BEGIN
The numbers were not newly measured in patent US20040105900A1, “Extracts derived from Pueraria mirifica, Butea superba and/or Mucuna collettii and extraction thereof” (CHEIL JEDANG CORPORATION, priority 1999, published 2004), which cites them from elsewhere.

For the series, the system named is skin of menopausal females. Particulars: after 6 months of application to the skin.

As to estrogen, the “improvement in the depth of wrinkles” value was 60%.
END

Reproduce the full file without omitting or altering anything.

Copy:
The numbers were not newly measured in patent US20040105900A1, “Extracts derived from Pueraria mirifica, Butea superba and/or Mucuna collettii and extraction thereof” (CHEIL JEDANG CORPORATION, priority 1999, published 2004), which cites them from elsewhere.

For the series, the system named is skin of menopausal females. Particulars: after 6 months of application to the skin.

As to estrogen, the “improvement in the depth of wrinkles” value was 60%.